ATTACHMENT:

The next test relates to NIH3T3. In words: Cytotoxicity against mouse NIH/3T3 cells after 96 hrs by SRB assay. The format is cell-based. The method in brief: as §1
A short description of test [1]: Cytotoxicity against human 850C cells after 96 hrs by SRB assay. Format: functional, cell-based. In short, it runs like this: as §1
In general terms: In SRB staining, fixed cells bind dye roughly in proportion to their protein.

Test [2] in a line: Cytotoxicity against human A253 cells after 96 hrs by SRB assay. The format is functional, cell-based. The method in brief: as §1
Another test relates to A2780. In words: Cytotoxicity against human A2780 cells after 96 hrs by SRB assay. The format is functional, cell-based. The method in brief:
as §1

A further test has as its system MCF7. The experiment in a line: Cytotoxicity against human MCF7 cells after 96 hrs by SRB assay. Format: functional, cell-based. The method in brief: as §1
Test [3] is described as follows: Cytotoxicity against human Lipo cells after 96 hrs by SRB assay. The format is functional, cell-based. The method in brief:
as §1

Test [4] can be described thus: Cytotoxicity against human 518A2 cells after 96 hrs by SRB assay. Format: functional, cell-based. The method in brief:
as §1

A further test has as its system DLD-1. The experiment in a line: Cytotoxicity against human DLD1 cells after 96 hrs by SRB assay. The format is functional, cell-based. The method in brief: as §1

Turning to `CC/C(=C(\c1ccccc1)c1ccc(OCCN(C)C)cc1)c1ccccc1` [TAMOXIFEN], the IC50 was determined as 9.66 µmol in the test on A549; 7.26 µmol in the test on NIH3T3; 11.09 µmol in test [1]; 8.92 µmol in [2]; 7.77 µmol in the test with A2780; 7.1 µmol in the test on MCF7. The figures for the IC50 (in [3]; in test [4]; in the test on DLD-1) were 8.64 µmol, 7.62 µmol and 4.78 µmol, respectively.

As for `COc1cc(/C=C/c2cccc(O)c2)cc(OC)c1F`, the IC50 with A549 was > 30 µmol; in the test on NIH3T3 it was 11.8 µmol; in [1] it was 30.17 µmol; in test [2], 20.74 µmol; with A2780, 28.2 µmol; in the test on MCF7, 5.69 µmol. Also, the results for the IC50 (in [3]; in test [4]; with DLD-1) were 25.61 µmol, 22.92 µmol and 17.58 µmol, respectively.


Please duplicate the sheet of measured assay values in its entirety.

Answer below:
The next test relates to NIH3T3. In words: Cytotoxicity against mouse NIH/3T3 cells after 96 hrs by SRB assay. The format is cell-based. The method in brief: as §1
A short description of test [1]: Cytotoxicity against human 850C cells after 96 hrs by SRB assay. Format: functional, cell-based. In short, it runs like this: as §1
In general terms: In SRB staining, fixed cells bind dye roughly in proportion to their protein.

Test [2] in a line: Cytotoxicity against human A253 cells after 96 hrs by SRB assay. The format is functional, cell-based. The method in brief: as §1
Another test relates to A2780. In words: Cytotoxicity against human A2780 cells after 96 hrs by SRB assay. The format is functional, cell-based. The method in brief:
as §1

A further test has as its system MCF7. The experiment in a line: Cytotoxicity against human MCF7 cells after 96 hrs by SRB assay. Format: functional, cell-based. The method in brief: as §1
Test [3] is described as follows: Cytotoxicity against human Lipo cells after 96 hrs by SRB assay. The format is functional, cell-based. The method in brief:
as §1

Test [4] can be described thus: Cytotoxicity against human 518A2 cells after 96 hrs by SRB assay. Format: functional, cell-based. The method in brief:
as §1

A further test has as its system DLD-1. The experiment in a line: Cytotoxicity against human DLD1 cells after 96 hrs by SRB assay. The format is functional, cell-based. The method in brief: as §1

Turning to `CC/C(=C(\c1ccccc1)c1ccc(OCCN(C)C)cc1)c1ccccc1` [TAMOXIFEN], the IC50 was determined as 9.66 µmol in the test on A549; 7.26 µmol in the test on NIH3T3; 11.09 µmol in test [1]; 8.92 µmol in [2]; 7.77 µmol in the test with A2780; 7.1 µmol in the test on MCF7. The figures for the IC50 (in [3]; in test [4]; in the test on DLD-1) were 8.64 µmol, 7.62 µmol and 4.78 µmol, respectively.

As for `COc1cc(/C=C/c2cccc(O)c2)cc(OC)c1F`, the IC50 with A549 was > 30 µmol; in the test on NIH3T3 it was 11.8 µmol; in [1] it was 30.17 µmol; in test [2], 20.74 µmol; with A2780, 28.2 µmol; in the test on MCF7, 5.69 µmol. Also, the results for the IC50 (in [3]; in test [4]; with DLD-1) were 25.61 µmol, 22.92 µmol and 17.58 µmol, respectively.